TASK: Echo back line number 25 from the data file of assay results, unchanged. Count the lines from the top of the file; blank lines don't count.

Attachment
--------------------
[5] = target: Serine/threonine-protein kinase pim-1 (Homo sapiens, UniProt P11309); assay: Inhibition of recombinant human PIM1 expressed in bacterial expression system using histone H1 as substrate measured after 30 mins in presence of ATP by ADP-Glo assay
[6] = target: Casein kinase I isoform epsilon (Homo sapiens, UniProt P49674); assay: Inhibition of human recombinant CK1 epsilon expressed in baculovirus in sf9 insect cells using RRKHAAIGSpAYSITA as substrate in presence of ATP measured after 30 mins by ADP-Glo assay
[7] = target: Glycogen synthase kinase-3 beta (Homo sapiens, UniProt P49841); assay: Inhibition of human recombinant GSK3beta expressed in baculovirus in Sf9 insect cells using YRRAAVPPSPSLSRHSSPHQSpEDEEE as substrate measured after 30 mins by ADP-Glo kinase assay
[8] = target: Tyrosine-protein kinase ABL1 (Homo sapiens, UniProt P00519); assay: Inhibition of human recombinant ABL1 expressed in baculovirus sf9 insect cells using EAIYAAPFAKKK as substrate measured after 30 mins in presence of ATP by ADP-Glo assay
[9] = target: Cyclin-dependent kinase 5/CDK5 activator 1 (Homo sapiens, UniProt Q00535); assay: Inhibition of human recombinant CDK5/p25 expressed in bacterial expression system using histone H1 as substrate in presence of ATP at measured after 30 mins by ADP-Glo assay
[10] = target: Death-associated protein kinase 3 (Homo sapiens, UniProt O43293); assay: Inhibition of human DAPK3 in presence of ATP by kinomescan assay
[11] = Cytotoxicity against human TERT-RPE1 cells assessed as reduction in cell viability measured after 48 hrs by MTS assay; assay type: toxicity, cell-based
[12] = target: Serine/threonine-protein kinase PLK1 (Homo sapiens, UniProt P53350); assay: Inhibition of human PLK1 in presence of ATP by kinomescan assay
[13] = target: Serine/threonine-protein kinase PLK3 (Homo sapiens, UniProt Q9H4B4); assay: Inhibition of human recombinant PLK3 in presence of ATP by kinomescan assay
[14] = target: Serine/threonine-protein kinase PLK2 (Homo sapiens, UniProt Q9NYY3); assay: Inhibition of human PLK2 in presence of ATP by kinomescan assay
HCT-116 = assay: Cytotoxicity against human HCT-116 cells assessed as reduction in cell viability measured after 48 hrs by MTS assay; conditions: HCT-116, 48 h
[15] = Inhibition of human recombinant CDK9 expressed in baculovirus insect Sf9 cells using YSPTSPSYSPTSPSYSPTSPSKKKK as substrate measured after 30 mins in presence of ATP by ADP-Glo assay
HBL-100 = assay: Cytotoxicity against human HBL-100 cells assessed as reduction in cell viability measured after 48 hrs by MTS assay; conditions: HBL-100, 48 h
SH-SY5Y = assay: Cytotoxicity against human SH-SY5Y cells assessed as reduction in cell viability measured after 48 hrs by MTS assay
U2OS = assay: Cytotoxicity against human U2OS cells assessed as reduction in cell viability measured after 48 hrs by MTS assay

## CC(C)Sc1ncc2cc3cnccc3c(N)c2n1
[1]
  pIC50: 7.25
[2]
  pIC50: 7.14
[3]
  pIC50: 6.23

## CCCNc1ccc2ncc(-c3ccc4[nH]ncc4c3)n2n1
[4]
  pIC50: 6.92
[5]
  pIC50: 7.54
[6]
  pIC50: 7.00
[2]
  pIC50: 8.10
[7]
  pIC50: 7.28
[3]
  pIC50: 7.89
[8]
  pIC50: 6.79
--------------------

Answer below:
  pIC50: 6.92